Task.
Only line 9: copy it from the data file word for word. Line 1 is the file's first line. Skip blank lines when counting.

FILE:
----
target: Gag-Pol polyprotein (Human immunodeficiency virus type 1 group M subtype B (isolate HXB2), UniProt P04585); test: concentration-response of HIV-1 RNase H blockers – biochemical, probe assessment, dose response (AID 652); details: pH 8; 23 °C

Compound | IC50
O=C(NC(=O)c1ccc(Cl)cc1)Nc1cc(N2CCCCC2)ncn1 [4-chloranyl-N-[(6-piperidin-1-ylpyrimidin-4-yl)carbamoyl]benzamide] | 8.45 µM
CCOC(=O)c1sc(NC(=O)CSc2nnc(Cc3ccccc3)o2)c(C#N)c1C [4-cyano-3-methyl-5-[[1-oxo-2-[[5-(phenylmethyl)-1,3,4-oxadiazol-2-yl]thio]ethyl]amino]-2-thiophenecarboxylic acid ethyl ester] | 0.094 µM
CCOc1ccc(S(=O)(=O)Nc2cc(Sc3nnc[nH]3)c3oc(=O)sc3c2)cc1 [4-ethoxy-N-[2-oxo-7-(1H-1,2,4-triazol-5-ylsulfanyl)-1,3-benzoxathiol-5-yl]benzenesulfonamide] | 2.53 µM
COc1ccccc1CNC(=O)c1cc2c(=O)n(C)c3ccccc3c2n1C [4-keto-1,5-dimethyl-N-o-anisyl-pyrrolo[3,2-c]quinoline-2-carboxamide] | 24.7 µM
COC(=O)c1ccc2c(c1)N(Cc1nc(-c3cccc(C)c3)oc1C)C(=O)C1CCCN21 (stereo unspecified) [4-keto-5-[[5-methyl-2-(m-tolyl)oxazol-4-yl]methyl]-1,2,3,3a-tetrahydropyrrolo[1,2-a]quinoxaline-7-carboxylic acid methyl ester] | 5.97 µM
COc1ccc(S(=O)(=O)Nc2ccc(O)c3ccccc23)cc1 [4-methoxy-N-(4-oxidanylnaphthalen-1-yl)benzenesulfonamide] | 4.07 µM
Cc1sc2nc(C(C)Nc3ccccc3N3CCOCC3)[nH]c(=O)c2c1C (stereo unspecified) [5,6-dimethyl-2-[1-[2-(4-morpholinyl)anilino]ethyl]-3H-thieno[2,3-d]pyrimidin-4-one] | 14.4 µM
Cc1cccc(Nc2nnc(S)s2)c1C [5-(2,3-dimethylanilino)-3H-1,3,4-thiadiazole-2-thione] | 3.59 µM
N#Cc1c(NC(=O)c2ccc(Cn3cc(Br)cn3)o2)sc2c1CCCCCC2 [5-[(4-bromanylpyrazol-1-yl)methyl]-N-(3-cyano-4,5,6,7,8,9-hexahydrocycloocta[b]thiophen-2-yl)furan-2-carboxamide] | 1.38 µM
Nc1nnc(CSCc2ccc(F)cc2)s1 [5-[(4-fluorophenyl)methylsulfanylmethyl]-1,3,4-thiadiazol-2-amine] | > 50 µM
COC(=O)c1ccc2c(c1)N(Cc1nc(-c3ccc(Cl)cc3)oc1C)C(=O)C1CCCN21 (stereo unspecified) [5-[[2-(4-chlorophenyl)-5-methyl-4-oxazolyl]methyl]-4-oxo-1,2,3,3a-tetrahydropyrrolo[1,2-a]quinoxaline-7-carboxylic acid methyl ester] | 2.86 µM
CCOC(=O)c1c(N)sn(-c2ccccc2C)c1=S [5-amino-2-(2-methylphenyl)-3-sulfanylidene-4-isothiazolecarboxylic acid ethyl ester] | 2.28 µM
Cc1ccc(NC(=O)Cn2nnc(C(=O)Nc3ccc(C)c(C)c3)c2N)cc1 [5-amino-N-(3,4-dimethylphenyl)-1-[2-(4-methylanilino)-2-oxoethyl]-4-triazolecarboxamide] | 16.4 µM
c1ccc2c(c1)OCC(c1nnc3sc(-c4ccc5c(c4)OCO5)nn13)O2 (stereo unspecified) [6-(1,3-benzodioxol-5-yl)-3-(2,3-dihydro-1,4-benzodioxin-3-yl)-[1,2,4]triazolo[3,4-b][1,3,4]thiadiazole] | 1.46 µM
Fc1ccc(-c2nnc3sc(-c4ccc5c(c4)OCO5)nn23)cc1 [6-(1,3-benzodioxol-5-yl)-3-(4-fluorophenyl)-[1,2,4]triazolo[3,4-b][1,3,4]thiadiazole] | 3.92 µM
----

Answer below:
Cc1sc2nc(C(C)Nc3ccccc3N3CCOCC3)[nH]c(=O)c2c1C (stereo unspecified) [5,6-dimethyl-2-[1-[2-(4-morpholinyl)anilino]ethyl]-3H-thieno[2,3-d]pyrimidin-4-one] | 14.4 µM